The other day, one of my neighbors sent around an email asking to borrow a large duffle bag. The family was heading to Hawaii for 9 days, and they really wanted to take their boogie boards with them but didn’t own a bag large enough to pack them in for the plane trip. They didn’t want to have to buy or rent boogie boards when they got to Hawaii.
Full disclaimer in case said neighbor reads this: I totally would have leant you the bag if I had one like that, and I’m sorry for using your well deserved family vacation as an object lesson for how not to ask for things if you’re a nonprofit. I hope you had an amazing time.
Now, for my nonprofit readers: you can perhaps imagine what my initial, gut-level reaction was upon reading my neighbor’s request. If not, it went something like this: The only way I would be digging around my attic to find a giant duffle bag is if I was going to Hawaii. Buy your own damn bag.
Of course, my rational, altruistic self then kicked in, and I realized that I would love to help, but I don’t own a bag like they needed. And probably someone else did, so really, I didn’t need to go digging around in the attic to make sure.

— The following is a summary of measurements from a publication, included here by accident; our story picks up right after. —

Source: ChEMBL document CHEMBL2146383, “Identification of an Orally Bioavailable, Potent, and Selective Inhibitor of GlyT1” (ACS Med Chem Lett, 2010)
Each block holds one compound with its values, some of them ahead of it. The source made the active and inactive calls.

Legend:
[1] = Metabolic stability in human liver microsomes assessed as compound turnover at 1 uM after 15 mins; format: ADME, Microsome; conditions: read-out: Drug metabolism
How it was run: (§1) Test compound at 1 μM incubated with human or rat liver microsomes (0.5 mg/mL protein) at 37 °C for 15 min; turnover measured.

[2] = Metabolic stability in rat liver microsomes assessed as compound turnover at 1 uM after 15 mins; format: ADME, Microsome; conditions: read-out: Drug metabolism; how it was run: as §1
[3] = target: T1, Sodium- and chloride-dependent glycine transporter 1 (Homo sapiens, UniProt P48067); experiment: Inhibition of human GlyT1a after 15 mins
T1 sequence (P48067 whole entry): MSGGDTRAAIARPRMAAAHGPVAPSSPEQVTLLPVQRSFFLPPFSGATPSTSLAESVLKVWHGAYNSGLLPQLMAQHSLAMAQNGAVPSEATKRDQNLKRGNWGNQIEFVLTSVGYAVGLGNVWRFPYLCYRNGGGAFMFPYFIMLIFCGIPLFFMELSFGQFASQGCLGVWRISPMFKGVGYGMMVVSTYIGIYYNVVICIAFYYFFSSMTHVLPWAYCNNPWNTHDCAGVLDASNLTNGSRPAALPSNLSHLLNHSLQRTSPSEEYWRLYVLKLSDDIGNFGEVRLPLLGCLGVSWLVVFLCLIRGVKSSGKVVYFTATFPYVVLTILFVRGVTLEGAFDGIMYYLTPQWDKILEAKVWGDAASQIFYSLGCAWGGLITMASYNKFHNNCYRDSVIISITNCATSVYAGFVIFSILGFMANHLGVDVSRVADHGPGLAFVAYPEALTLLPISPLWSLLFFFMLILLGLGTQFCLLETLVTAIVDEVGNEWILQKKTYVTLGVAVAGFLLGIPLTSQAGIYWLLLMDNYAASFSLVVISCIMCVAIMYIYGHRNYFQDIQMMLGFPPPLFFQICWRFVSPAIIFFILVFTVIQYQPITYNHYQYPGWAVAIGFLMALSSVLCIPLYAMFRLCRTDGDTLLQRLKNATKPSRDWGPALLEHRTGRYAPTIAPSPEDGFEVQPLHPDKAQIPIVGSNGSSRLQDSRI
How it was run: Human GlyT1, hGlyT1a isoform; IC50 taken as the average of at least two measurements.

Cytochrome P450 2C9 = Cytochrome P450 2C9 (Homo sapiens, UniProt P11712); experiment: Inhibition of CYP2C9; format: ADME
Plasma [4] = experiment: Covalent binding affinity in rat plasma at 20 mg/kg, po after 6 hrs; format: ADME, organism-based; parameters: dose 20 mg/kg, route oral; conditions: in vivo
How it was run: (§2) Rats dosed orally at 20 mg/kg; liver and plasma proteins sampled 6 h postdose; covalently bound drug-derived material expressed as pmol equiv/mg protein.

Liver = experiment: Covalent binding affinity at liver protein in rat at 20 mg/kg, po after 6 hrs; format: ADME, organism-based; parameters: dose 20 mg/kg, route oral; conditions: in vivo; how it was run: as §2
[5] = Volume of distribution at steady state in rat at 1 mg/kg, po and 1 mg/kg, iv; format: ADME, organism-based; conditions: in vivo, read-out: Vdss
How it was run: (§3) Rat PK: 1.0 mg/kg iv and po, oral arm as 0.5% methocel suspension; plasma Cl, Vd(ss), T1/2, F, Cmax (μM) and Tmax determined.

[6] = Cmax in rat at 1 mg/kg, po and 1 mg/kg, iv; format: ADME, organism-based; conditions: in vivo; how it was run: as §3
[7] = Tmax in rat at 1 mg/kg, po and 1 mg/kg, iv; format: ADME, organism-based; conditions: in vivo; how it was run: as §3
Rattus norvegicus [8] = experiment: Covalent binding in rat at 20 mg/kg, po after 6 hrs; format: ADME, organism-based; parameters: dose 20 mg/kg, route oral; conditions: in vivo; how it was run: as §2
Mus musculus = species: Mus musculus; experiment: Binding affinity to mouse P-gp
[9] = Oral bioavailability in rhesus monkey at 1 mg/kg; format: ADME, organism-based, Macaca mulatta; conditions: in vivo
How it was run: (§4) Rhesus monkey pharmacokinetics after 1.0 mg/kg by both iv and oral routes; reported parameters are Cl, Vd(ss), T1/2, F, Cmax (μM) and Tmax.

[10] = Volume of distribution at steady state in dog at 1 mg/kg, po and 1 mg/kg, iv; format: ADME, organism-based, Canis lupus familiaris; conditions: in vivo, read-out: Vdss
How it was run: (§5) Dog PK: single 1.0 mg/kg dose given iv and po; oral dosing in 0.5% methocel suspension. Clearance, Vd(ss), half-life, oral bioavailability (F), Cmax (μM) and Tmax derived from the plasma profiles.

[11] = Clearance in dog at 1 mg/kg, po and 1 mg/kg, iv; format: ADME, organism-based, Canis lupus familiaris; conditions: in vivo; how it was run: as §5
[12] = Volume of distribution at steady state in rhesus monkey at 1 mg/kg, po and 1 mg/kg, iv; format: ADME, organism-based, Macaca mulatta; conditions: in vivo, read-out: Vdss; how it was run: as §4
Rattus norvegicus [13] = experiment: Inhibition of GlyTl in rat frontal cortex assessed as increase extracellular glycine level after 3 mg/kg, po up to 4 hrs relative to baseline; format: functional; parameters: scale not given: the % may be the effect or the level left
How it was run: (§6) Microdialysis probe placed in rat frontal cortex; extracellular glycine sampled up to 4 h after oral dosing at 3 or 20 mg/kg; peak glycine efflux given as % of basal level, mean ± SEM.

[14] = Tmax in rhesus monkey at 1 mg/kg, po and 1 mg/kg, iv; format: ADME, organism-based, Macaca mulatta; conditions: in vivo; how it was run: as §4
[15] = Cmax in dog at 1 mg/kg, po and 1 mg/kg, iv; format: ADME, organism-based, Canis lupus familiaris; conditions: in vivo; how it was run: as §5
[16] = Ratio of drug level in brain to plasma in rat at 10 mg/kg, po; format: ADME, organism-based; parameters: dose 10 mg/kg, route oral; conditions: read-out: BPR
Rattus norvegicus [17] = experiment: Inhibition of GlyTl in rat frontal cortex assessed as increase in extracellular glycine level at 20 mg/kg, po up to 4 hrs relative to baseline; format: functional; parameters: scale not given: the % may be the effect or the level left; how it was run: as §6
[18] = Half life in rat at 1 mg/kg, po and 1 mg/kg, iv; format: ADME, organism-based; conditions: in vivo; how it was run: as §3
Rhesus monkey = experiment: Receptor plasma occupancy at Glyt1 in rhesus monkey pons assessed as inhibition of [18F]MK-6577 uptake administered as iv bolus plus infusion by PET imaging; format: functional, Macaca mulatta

And then another email came in from a friend looking for childcare so she could go to a party with her husband – their first date in the two years since their son was born.
My gut-level reaction to that request? YES, I would LOVE to help you out.
When you’re asking your donors for money, are you making the right pitch?
Both my neighbors and my friend were asking for something that wasn’t completely necessary. There were no lives at stake, just convenience and fun.
My neighbors made a practical, extremely logical pitch: It would be a waste of money to have to buy new boogie boards when we could just take ours with us if we had a bag. That logic got my brain working, but it didn’t exactly make me feel like being generous.
But my friend made an emotional pitch: We haven’t been out alone together in two years! That heartfelt request moved me to immediate action, and I thought, “I can make that happen for her.”
When you’re asking your donors for support – or your friends for a favor — remember: emotion wins the day.